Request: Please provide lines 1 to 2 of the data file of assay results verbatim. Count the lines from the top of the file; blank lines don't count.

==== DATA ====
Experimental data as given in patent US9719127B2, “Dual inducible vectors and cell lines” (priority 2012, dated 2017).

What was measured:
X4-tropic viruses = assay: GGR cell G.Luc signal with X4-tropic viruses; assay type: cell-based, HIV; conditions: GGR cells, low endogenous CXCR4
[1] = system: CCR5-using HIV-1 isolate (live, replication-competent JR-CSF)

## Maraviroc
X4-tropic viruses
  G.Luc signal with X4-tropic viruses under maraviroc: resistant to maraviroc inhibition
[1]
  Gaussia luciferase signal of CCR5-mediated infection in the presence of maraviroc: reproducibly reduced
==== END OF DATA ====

Experimental data as given in patent US9719127B2, “Dual inducible vectors and cell lines” (priority 2012, dated 2017).

What was measured: